Promoting and Marketing Your Small Business Startup

Promoting and Marketing Your Small Business Startup

As a small business owner, you’ve got lots of marketing and promotion choices before resorting to expensive advertising. Which brings you the healthiest return on your investment?

That’s actually a trick question, and impossible to answer without taking a close look at your business and its offerings, audiences, goals and challenges. Some experts advise using a percentage of your sales to fuel marketing, but if you’re just starting, you might need to adjust the formula by taking customer geography, demographics and media consumption into consideration. You’ll also want to try low- and no-cost ways to get the word out.

Set Your Business Goals and Strategy

“‘What needle am I trying to move? Am I just trying to increase my website traffic? Am I trying to increase my conversions? Am I trying to get the phone to ring?’ That would be the lowest-hanging fruit,” says Seattle-based marketing expert and consultant, Robbin Block, who also serves as mentor for the U.S. Small Business Administration’s SCORE program. “There are four Ps to marketing: Product, price, place — which is really distribution — and promotion. You need to analyze all four pieces,” Block says.

Vlad Molchadski, also a SCORE mentor and CEO of, a Dallas-based online marketing firm, says the overriding strategy is to be an expert that can serve the needs of your customers. “If you can solve the problems they know they have, you are good. If you can educate them about problems they didn’t realize to have, you’re excellent and you will separate yourself in many ways from the competition,” Molchadski says.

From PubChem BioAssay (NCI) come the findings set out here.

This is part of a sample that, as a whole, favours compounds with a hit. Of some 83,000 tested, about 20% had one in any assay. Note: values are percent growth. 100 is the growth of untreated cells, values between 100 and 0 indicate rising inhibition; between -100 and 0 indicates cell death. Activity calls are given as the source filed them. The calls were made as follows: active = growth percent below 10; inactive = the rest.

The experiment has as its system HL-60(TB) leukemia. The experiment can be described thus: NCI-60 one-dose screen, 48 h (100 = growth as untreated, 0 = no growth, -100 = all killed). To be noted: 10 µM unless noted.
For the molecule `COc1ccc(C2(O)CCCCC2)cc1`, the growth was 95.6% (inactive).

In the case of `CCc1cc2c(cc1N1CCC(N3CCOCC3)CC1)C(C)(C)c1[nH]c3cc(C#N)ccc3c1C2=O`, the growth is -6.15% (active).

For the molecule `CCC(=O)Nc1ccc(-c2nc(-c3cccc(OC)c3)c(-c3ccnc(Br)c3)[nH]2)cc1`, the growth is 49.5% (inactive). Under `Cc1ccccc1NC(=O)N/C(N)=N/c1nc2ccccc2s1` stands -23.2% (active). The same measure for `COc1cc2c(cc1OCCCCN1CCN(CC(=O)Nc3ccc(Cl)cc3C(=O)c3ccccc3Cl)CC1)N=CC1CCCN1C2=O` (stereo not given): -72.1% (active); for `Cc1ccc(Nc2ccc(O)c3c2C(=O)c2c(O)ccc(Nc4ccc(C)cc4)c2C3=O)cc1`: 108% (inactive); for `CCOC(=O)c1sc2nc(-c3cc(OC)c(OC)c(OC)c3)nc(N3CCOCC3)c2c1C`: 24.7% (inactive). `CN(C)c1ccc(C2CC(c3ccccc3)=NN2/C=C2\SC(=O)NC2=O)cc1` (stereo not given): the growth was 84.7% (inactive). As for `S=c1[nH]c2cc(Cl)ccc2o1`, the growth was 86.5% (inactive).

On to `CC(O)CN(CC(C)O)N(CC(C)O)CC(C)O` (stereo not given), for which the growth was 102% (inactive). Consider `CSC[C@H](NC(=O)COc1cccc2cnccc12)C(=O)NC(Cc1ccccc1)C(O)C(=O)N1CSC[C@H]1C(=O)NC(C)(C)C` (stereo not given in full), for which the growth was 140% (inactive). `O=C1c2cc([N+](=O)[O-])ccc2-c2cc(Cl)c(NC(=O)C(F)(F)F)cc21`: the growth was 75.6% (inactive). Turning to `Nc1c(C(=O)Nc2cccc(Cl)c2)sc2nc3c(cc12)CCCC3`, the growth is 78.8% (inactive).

“It really starts with your product or service,” Block adds. “That’s where marketing begins, not with the promotional part, but really having a good understanding of what you have that is so great. Why should they pick you? You always have to understand the consumers’ purchase behavior.”

Build an Online Presence for When They Come

There are few businesses that don’t require an online presence. If your budget is tight, DIY programs can help you produce a decent-looking web page, even if you have no technical experience. Block says that no matter what line of work you’re in, you do need a say in the look, feel, and content on your site.

Of course, you want the site to reflect your business’ brand, and you’ll want to be able to update it yourself without having to pay someone every time you need a small tweak. You’ll also need to learn how to get your website higher up in the results when people search for you by learning some basic SEO (search engine optimization) skills. You can buy Google ads that help concentrate these efforts.

If you’re in a profession that requires portfolios, say, a wedding photographer or ad agency, there are websites where you can showcase your work for a small fee or even free.

Create Quality Expert Content

Most businesses with a limited budget start with content that can be shared on a variety of channels. “Don’t be afraid or greedy of sharing the knowledge and information because that will in term position you as an expert, and much more likely to result in an engagement or a sell,” Molchadski says.

A white paper you create from your own expertise or research, for example, can be turned into a series of blog entries, tweets, Facebook posts, infographics, and a press release to attract media attention to your business. When they’re shared, your customers become ambassadors for your brand.